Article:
A study, by S&P Global Ratings, has revealed that housing prices in Ireland were up by 12% in June 2018 when compared to the previous year. This is the fastest pace of growth in the European house market.
They predict that in 2019 Ireland will begin a “soft landing”, as they put it, with price increases of 8%, and they predict that the cost of buying will continue to increase for a further three years or at least until supply catches up with demand.
According to daft.ie, Dublin is the most expensive city and South County the area with the highest average selling price, at € 603,000. South Dublin City sells at an average of € 412,000 and North Dublin City at €342,000. The least expensive areas in Ireland are Roscommon, Sligo, Longford and Leitrim with average selling prices ranging from €132,000 to €139,000.
Most construction is currently concentrated in Dublin, where availability has increased from 2800 houses for sale at the end of 2016 to over 4800 at the end of 2018. This increase in availability has spread to Leinster, outside Dublin. The rest of the country has seen stabilization after many years of decline in availability.
As the supply increases, so the prices have started slowing down. This is not the case outside Dublin, where there is still a shortage of new homes.
Ireland is a member of the EU, one of the poorest countries in Europe in the 1980s, which then experienced rapid growth in the period 1995-2007. The “Celtic Tiger”, as it became known saw rapid expansion in its construction industry, and attracted many multinationals because of its low corporate taxes. The growth in construction was financed by rapid growth in bank lending, at an increased risk. The global credit crunch of 2007/08 hit the country badly. By 2013 housing prices had dropped by over 50%, contributing to the recession and negative economic growths of -1.7% in 2008 and -7.1% in 2009.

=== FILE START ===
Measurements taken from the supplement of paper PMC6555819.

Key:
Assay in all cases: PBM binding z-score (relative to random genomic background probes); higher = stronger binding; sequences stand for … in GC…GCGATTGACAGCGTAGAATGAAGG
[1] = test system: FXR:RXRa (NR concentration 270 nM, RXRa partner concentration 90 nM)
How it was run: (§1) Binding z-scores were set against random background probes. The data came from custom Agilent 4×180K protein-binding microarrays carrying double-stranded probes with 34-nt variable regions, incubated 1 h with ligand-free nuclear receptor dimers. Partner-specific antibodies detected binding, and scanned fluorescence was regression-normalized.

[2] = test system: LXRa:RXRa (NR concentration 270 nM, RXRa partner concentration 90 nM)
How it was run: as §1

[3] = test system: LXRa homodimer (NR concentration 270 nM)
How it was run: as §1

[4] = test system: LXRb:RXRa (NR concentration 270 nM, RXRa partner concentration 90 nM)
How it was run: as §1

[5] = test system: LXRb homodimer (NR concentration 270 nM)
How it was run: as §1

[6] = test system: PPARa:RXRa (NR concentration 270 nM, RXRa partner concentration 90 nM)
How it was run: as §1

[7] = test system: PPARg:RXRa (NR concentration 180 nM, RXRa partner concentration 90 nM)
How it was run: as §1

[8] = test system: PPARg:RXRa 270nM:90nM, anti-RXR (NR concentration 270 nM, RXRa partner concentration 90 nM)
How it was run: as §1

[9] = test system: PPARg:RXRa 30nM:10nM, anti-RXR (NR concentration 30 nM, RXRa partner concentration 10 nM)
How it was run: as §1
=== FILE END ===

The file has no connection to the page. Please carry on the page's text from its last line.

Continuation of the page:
Ireland has made a complete recovery since then and its projected GDP for 2019 is at 4.7% (IMF). Employment continues to grow and unemployment levels are currently at 5.1% with 0.4% inflation. Lending rates for mortgages are low but so is net mortgage lending which is still at low levels since the financial crisis, but banks have cautiously started increasing their lending. The Central Bank has warned of the future risks involved if the banks overextend loans again.
Even though construction has recovered considerably, investors are holding back. The current rate of home completions grows at 30% annually, at which rate the supply is estimated to meet the demand by 2021, gradually easing the pressure on house prices. Over the course of 2018, 18,000 new homes were built, which is up from 15,000 in 2017. The downside to these numbers is that most of these new developments are estate housing developments and rural houses, while Ireland actually needs more urban apartments.
The S&P report emphasized that institutional investors, both domestic and international, bought 20% of the residential properties sold in 2018, helping push up house prices.
Concerns have been voiced by various economists about the risks faced by Ireland from the fallout from Brexit in March this year. Besides affecting the property market, with a slower price growth, Brexit would affect the impact of the economy as a whole, as cross border trade of goods and services with Northern Ireland will change.